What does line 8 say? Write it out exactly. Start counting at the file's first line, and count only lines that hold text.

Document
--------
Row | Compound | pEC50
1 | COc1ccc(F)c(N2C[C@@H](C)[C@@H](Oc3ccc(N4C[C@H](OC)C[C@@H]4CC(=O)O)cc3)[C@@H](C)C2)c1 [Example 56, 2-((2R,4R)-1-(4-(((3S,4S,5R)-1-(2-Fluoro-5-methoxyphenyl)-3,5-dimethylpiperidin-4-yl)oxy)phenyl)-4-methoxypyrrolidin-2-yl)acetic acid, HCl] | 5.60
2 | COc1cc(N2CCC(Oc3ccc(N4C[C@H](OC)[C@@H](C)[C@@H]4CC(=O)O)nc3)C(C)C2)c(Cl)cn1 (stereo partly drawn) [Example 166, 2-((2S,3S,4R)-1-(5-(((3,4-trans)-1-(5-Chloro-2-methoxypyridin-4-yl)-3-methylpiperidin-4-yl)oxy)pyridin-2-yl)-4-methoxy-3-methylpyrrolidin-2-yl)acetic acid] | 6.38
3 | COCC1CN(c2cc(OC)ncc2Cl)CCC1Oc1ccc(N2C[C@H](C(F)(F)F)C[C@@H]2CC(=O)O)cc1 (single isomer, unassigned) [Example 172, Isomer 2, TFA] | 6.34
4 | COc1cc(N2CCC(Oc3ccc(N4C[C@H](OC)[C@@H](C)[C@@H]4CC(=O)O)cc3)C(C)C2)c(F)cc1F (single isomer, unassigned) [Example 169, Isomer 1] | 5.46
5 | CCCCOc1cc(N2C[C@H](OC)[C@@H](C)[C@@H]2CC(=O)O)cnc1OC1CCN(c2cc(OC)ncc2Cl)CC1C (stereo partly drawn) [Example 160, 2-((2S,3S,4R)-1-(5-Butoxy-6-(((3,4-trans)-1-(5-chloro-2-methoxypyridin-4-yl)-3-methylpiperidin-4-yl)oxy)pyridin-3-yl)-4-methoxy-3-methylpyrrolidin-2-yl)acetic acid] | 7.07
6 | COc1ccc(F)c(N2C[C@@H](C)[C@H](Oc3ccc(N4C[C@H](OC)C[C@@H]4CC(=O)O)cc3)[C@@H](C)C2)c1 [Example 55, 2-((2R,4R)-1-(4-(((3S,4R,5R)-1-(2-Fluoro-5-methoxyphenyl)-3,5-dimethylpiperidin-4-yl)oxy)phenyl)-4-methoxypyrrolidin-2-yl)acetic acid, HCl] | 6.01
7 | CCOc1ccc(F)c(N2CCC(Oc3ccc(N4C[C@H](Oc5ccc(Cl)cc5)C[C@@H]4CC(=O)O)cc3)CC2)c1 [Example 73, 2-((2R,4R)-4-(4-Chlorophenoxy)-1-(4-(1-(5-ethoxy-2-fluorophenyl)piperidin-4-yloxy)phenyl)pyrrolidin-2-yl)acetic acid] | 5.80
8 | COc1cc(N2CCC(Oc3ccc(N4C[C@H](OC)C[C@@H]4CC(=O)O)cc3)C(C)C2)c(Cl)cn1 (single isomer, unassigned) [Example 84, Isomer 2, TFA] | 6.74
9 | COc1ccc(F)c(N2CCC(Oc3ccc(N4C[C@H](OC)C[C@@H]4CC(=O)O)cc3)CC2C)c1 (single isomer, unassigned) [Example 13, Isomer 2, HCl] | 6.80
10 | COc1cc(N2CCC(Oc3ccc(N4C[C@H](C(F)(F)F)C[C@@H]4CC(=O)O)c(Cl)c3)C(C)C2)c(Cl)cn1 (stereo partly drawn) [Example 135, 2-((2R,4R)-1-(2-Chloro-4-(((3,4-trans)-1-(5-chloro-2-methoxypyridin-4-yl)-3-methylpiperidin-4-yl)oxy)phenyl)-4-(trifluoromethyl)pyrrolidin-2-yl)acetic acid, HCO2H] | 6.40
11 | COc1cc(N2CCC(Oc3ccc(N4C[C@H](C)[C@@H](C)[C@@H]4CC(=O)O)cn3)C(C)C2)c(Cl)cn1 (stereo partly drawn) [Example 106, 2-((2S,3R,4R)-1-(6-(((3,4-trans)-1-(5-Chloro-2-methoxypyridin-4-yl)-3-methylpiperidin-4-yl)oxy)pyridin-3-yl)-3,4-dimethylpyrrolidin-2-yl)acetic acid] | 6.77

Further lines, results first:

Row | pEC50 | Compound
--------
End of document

7 | CCOc1ccc(F)c(N2CCC(Oc3ccc(N4C[C@H](Oc5ccc(Cl)cc5)C[C@@H]4CC(=O)O)cc3)CC2)c1 [Example 73, 2-((2R,4R)-4-(4-Chlorophenoxy)-1-(4-(1-(5-ethoxy-2-fluorophenyl)piperidin-4-yloxy)phenyl)pyrrolidin-2-yl)acetic acid] | 5.80